HomeRoast Digest


Topic: Sunday cup (32 msgs / 873 lines)
1) From: Bill
I'm enjoying a delicious cup of Harar roasted 5.5 days ago to a City+.
 Brewed it in the French Press.  Absolutely delicious.
Hope your morning cup is as good as mine.
Whatcha drinkin?
bill in wyo
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2) From: Dean
Comparing a Melitta drip to a FP of Tanzania NgoroNgoro @ FC roasted 
Thurs.  Interesting. 
Experimenting in da weeds
Dean
Bill wrote:
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3) From: Stephen Carey
I am loving a cup of Blue Batak, only 18 hours since roast, but still 
wonderful.  This  is my first time ever roasting it or having, that I 
know of.  It is a wonderful round and full bodied taste with a fruit 
I can't name, but it is there.  Also, there is a softness to each 
sip, moving my mind to want to take another and another.  I am 
finishing off an entire pot way too late in the day, but oh, it will 
be worth a bit of tossing and turning.
Stephen
At 08:39 AM 5/18/2008, you wrote:
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4) From: Floyd Lozano
Last years Kenya Kimathi (trying to make room for the new Kenya
coffees!).  Superb coffee on 18 hours rest.  Fruited, sweet,
moderately bright, just great coffee.
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5) From: Bryan Wray
Taking a break from all of the Kenyas for a while, today I decided to go with some sharp contrast:  Sumatra Classic Mandheling.  Man I love this bean.  I wish it was a SO double 'stretto, but I can live with it out of the FP today, too.
This particular batch was a City+/Full City, from 7/11/08.  Great acidity for a Sumatra, the "sweet hay" is a great description Tom, would have never thought of that, but that's really, really accurate.  Compared to the Kenyas I have been drinking for the past week the rustic, dirty, earthiness of this Sumatra is almost more than I can stand... but note *almost.*  :0)
-Bry
"It is my hope that people realize that coffee is more than just a caffeine delivery service, it can be a culinary art"- Chris Owens of Cafe Grumpy in NYC.
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6) From: Dean
I started out with a little practice cupping of some leftover coffees.
Then I brewed a vac pot of Ethiopia Golocha roasted last weekend, and 
followed that with a another vac pot of Harar Horse from 2 weeks ago.
The Golocha was very nice.  The Horse is a little bit past it's prime.
Roasted set of Ethiopias for this week--IMV, Horse, Koratie, and 
Golocha--should be a good week.
Dean
Roasting in da weeds in Iowa
Bryan Wray wrote:
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7) From: Les
I started the morning with 6 day rested Kona brewed in the Technivorm.  I
enjoyed a Cappo of the half Sumatra  Classic Mandheling and half Brazil Poco
Fundo at church and finished with an Americano of the same blend.  I was a
bit down today at church, I only pulled 24 Cappos and 4 Americanos.
Les
n 7/20/08, Dean  wrote:
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8) From: Wes Tyler
Hey Les..if there is a "mission" from your church in Atlanta, I would like the address. Church and 'spro sounds like a great combination. That ought to bring 'em in!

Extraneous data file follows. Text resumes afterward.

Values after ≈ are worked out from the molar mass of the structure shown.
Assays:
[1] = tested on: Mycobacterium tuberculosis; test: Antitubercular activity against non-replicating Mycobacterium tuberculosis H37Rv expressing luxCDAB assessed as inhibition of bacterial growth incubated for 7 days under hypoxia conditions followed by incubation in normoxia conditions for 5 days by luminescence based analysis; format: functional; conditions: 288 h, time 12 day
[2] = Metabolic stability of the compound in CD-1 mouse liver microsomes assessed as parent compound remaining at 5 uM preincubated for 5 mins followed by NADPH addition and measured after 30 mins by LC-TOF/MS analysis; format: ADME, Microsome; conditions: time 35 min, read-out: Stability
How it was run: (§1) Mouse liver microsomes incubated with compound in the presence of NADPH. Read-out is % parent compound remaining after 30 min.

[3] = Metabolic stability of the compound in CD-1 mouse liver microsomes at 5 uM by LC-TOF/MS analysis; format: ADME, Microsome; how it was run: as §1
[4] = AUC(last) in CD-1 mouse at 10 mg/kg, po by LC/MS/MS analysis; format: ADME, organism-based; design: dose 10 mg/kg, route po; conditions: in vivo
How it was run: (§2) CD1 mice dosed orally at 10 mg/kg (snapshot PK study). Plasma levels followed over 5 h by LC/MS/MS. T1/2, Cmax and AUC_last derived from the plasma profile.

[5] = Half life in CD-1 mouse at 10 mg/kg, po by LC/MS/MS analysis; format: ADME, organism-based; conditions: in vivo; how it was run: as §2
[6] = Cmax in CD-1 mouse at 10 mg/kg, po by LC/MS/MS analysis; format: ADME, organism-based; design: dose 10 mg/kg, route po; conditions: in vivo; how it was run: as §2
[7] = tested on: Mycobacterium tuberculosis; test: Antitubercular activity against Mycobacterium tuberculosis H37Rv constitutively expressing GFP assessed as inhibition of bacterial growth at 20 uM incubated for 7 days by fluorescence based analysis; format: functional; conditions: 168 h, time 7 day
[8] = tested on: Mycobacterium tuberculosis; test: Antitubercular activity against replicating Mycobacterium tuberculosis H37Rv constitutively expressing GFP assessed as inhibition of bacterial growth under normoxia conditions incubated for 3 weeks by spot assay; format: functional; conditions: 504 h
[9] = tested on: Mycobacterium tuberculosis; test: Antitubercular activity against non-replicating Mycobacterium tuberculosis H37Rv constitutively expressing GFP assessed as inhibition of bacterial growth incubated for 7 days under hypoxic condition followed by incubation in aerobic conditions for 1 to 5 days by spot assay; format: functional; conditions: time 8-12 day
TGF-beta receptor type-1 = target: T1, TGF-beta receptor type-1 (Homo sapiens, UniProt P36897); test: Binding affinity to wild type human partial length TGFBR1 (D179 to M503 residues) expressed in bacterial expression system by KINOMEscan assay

Afraid my church is still in the "red can". Thanks for the inspiration and something to strive for.
wes
--- On Sun, 7/20/08, Les  wrote:
From: Les 
Subject: Re: [Homeroast] Sunday Cup
To: homeroast
Date: Sunday, July 20, 2008, 3:27 PM
I started the morning with 6 day rested Kona brewed in the Technivorm.  I
enjoyed a Cappo of the half Sumatra  Classic Mandheling and half Brazil Poco
Fundo at church and finished with an Americano of the same blend.  I was a
bit down today at church, I only pulled 24 Cappos and 4 Americanos.
Les
n 7/20/08, Dean  wrote:
<Snip>
go
<Snip>
this
<Snip>
out of the
<Snip>
acidity
<Snip>
would have never
<Snip>
the Kenyas
<Snip>
of this
<Snip>http://lists.sweetmariascoffee.com/listinfo.cgi/homeroast-sweetmariascoffee.com<Snip>
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9) From: Elliott H. O'Reilly
I was taking a break for a few days from my daily blend of 4 parts Sumatra
Classic Mandheling, 1 part Yemen Mokha Ismaili, and 1 part Java Pancoer.
Yesterday I finished off batch of Nicaragua Limoncillo -Java Longberry that
I had roasted to FC+ which was nicely chocolatey but still similar to my
blend.  Today I tried the Ethiopia Organic Dry-Process Koratie roasted to
City+ Thursday.  The fruity aroma when I ground the beans was amazing.  The
brewed coffee was unbelievably fruity just as Tom had described.  I tried it
black, with sugar, and with cream and sugar.  The fruitiness came through
well all three ways.  It does have it's own natural sweetness black.
Definitely a coffee worth trying.
Elliott

10) From: Tom Ulmer
Last night it was time for the week's roast. For those who don't necessarily
roast by the numbers, the Tanzania Blackburn Estate AA is really fun to
roast. Wonderfully dense beans, beautiful roast aromas, and rewarding first
cracks. Also in the lineup was the Panama Boquete Lerida Estate miel that
was supposed to be next weekend's espresso. This morning it was just too
inviting to resist and I was rewarded with absolutely luxurious espresso.
Excellent mouth feel, wonderful sweet-bittersweet flavors finishing with a